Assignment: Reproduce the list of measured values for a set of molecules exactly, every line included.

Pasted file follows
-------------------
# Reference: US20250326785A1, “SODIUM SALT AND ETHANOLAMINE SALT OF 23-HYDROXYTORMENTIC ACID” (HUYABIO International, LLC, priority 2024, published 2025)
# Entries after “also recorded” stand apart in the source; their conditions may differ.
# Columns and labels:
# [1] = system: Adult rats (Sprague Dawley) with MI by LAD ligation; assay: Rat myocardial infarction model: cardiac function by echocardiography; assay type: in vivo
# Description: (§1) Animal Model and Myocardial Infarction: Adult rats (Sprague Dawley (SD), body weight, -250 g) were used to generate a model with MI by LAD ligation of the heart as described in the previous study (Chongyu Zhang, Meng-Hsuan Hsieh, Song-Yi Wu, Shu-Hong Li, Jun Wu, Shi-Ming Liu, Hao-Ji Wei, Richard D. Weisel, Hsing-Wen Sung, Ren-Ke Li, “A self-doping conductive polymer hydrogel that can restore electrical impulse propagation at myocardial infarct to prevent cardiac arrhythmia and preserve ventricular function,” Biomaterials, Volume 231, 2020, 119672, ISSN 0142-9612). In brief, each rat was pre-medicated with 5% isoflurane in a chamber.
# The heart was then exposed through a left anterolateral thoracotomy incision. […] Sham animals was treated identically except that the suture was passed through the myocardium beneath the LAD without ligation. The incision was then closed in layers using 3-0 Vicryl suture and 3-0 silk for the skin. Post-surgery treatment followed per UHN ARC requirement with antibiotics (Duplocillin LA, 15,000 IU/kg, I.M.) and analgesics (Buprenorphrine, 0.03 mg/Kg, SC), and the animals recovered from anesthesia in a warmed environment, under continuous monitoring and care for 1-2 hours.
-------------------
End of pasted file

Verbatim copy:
# Reference: US20250326785A1, “SODIUM SALT AND ETHANOLAMINE SALT OF 23-HYDROXYTORMENTIC ACID” (HUYABIO International, LLC, priority 2024, published 2025)
# Entries after “also recorded” stand apart in the source; their conditions may differ.
# Columns and labels:
# [1] = system: Adult rats (Sprague Dawley) with MI by LAD ligation; assay: Rat myocardial infarction model: cardiac function by echocardiography; assay type: in vivo
# Description: (§1) Animal Model and Myocardial Infarction: Adult rats (Sprague Dawley (SD), body weight, -250 g) were used to generate a model with MI by LAD ligation of the heart as described in the previous study (Chongyu Zhang, Meng-Hsuan Hsieh, Song-Yi Wu, Shu-Hong Li, Jun Wu, Shi-Ming Liu, Hao-Ji Wei, Richard D. Weisel, Hsing-Wen Sung, Ren-Ke Li, “A self-doping conductive polymer hydrogel that can restore electrical impulse propagation at myocardial infarct to prevent cardiac arrhythmia and preserve ventricular function,” Biomaterials, Volume 231, 2020, 119672, ISSN 0142-9612). In brief, each rat was pre-medicated with 5% isoflurane in a chamber.
# The heart was then exposed through a left anterolateral thoracotomy incision. […] Sham animals was treated identically except that the suture was passed through the myocardium beneath the LAD without ligation. The incision was then closed in layers using 3-0 Vicryl suture and 3-0 silk for the skin. Post-surgery treatment followed per UHN ARC requirement with antibiotics (Duplocillin LA, 15,000 IU/kg, I.M.) and analgesics (Buprenorphrine, 0.03 mg/Kg, SC), and the animals recovered from anesthesia in a warmed environment, under continuous monitoring and care for 1-2 hours.